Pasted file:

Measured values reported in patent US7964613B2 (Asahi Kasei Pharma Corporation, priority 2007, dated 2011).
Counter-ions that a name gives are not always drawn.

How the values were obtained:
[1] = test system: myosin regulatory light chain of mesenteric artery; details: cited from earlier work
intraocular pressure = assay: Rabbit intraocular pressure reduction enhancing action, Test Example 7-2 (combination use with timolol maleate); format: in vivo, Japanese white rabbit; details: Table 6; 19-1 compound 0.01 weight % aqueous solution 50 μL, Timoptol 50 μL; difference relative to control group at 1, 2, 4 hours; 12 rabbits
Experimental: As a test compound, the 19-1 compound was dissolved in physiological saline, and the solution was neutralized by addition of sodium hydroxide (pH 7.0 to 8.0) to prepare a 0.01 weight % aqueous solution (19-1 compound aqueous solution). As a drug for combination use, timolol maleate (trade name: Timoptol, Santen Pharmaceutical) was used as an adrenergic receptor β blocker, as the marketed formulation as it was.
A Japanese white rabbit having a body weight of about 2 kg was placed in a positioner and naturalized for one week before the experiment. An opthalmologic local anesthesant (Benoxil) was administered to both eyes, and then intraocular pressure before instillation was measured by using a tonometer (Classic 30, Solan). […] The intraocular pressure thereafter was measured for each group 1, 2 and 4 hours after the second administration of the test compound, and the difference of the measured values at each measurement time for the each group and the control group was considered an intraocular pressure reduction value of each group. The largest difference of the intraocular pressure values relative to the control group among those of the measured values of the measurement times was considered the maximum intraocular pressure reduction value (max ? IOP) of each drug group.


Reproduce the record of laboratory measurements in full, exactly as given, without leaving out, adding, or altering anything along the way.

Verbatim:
Measured values reported in patent US7964613B2 (Asahi Kasei Pharma Corporation, priority 2007, dated 2011).
Counter-ions that a name gives are not always drawn.

How the values were obtained:
[1] = test system: myosin regulatory light chain of mesenteric artery; details: cited from earlier work
intraocular pressure = assay: Rabbit intraocular pressure reduction enhancing action, Test Example 7-2 (combination use with timolol maleate); format: in vivo, Japanese white rabbit; details: Table 6; 19-1 compound 0.01 weight % aqueous solution 50 μL, Timoptol 50 μL; difference relative to control group at 1, 2, 4 hours; 12 rabbits
Experimental: As a test compound, the 19-1 compound was dissolved in physiological saline, and the solution was neutralized by addition of sodium hydroxide (pH 7.0 to 8.0) to prepare a 0.01 weight % aqueous solution (19-1 compound aqueous solution). As a drug for combination use, timolol maleate (trade name: Timoptol, Santen Pharmaceutical) was used as an adrenergic receptor β blocker, as the marketed formulation as it was.
A Japanese white rabbit having a body weight of about 2 kg was placed in a positioner and naturalized for one week before the experiment. An opthalmologic local anesthesant (Benoxil) was administered to both eyes, and then intraocular pressure before instillation was measured by using a tonometer (Classic 30, Solan). […] The intraocular pressure thereafter was measured for each group 1, 2 and 4 hours after the second administration of the test compound, and the difference of the measured values at each measurement time for the each group and the control group was considered an intraocular pressure reduction value of each group. The largest difference of the intraocular pressure values relative to the control group among those of the measured values of the measurement times was considered the maximum intraocular pressure reduction value (max ? IOP) of each drug group.